By Cara Williams and Deborah Bailey
Robert C. White Jr., is using the platforms he has been given during this election season’s mayoral debates to re-introduce himself to District voters and brand himself as the “problem solver” who can address a host of problems that have metastasized and spilled over into the streets of the Nation’s Capitol within the past 24 months.
At the recent Mayoral Debate Hosted by the D.C. Office of Campaign Finance, the 5th generation Washingtonian said he was a problem solver, who has already delivered for the District.
“To get to where I am today I had to learn to become a problem solver,” White said.
“For the past 15 years I have worked in all three branches of government, in the federal and local level and I have used those skills to deliver for the District of Columbia,” White continued stating his qualifications and experience during the recent Office of Campaign Finance Debate, which featured White and his three competitors for the D.C. Mayor’s race.
White said the District’s violent crime plaguing the city, academic problems with DC Public Schools students, and the high cost of living in the District are all at crisis levels.
“We need a problem solver as mayor,” White said. “On day one I am ready to implement my public safety plan and make the District more affordable for DC families,” he said.
White makes a clean break with the current mayor with respect to the District’s housing crisis.
“We don’t need a single additional luxury one bedroom condo in our city,” he said. “What we need is housing for the DVS clerk who makes $40,000, for government employees that make $50 -90,000, and housing for families and for seniors,” White said
“We need to protect the affordable housing we have now because we have slum lords running amuck with no enforcement from this administration,” he said.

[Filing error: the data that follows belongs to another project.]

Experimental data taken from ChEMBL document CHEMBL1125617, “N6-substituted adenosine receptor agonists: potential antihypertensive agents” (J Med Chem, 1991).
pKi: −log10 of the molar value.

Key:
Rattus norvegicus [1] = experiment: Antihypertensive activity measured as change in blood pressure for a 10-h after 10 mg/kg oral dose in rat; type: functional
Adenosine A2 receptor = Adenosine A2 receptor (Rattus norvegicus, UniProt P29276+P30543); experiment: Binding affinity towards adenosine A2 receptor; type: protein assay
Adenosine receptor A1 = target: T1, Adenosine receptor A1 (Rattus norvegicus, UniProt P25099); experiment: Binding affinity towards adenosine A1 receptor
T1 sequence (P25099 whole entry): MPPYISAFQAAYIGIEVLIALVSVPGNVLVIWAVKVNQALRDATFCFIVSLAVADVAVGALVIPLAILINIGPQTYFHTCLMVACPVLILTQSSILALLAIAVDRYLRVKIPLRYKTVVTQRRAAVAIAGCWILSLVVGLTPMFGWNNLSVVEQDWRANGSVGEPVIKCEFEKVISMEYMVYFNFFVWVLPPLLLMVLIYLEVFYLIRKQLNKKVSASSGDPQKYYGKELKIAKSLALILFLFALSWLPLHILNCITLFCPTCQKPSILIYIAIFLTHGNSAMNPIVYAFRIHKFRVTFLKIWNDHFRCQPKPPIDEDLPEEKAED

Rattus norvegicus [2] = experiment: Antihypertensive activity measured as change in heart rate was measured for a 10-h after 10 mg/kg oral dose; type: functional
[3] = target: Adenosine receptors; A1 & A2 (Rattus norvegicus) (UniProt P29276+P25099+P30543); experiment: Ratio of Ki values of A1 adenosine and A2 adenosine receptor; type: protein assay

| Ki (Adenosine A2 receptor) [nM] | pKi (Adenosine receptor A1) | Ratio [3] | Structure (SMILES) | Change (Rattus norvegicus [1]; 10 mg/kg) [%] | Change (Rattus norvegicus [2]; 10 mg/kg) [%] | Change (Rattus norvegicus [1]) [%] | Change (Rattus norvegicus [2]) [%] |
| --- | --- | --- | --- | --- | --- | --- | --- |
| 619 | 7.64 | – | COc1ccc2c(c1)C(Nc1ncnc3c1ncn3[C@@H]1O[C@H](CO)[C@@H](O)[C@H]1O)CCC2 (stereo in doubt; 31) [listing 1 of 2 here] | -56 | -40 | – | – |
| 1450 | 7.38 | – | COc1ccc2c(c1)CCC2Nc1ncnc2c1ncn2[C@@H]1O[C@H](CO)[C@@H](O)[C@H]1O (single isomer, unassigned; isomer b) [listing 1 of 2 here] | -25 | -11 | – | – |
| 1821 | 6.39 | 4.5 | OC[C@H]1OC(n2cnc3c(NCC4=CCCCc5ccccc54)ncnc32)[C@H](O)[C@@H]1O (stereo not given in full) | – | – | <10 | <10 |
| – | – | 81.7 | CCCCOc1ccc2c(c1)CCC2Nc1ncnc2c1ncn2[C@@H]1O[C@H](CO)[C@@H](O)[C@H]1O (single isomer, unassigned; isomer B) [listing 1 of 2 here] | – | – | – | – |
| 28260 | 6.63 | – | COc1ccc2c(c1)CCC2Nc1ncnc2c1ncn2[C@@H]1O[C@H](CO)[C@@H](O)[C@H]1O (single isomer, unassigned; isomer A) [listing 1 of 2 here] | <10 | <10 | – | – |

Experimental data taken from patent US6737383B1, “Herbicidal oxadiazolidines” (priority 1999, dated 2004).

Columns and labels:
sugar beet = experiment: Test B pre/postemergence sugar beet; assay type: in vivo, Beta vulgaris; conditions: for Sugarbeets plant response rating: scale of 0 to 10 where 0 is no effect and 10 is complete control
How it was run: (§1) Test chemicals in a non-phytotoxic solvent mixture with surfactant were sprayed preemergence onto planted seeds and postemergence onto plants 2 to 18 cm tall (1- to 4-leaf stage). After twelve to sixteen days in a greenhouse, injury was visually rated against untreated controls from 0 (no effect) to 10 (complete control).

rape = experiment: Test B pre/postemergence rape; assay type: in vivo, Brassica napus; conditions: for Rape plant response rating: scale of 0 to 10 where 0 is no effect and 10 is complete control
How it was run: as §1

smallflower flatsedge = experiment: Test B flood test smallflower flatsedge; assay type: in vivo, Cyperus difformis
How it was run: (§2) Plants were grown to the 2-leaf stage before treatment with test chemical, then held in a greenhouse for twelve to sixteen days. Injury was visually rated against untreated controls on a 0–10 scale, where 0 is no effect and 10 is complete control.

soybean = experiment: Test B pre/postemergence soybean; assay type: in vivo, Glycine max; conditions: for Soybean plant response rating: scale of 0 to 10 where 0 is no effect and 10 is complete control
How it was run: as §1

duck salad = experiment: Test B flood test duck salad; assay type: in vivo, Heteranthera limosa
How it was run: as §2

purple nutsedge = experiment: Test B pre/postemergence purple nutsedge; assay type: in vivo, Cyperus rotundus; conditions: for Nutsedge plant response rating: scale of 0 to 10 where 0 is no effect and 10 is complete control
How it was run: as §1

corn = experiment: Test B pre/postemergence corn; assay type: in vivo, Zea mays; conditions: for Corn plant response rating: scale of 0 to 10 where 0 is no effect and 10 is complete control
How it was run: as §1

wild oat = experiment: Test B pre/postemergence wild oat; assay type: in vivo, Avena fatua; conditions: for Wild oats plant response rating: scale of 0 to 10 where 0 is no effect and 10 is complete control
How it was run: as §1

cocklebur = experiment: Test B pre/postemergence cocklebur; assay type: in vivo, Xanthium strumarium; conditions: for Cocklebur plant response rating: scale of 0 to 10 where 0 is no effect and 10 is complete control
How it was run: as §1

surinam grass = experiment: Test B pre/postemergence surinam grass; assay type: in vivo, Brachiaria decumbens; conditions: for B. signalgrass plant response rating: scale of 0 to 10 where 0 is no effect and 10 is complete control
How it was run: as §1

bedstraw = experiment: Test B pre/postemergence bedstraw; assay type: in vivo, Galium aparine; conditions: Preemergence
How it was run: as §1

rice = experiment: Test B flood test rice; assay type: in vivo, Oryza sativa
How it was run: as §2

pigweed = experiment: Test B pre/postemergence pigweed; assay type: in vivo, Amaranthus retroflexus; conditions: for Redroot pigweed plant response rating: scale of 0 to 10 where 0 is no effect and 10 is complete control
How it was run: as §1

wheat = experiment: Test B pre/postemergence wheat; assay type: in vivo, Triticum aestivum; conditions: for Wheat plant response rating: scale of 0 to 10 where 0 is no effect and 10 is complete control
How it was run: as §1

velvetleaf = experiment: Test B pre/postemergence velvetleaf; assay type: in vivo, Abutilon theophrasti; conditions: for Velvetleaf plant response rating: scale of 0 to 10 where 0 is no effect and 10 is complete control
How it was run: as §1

White continued that lack of options for families and moderate income Washngtonians is responsible for pushing people into homelessness.
Robert White woke up to his potential as a problem solver after suffering a series of set-backs early in life. White lost his mother to breast cancer as a child, and a month later he was involved in a near-fatal accident that left him with a severe head injury.
Subsequently, White fell behind in his studies from the third grade to the tenth grade. People began to write him off.
In opposition to predictions of his high school guidance counselor who told him he would never go to college, White not only went to college at St. Mary’s in Southern Maryland, but continued on to American University Law School, entered the legal profession and used his training as cession and became a lawyer, and worked on Capitol Hill.
When asked about the uptick in violent crime at the June 1 Georgetown University-Fox-5 debate, White articulated a multi-pronged strategy including a focus on both police and an expansion and coordination of violence intervention strategies.
“The mayor has told you she has a plan, but throwing money at everything is not a plan,” White said.
Additionally, White said the key is getting support to survivors of crime.
“I’ve been to too many funerals of young people watching other young people shed tears. And those tears are turning into hardened trauma,” White said.
“That is going to replicate crime if we don’t get them the resources they need before they turn to acts of violence,” White said to cheers from the audience.
Moving from the seat of struggles to the positions of decision-making in the District, White attributes his success to the support from his church family and his father.
“My family really wrapped around me and kept me protected long enough so I could get my footing,” White said.
The 40-year-old fifth-generation Washingtonian is married to Christy White, who he met in law school. They are the parents of “two young queens”, Madison, five, and Monroe, three.
“My wife was my wing woman in law school,” White said, “law school friends that fell in love,” he continued.
After law school, White clerked for the Maryland District Court for Montgomery County before joining D.C. Delegate Elanor Holmes Norton’s Office as legislative Council. .
In 2014, D.C. Attorney General Karl Racine appointed White as the first Director of Community Outreach for the D.C. Office of Attorney General.
In 2016, White was elected At-Large to the D.C. Council, where he currently serves.
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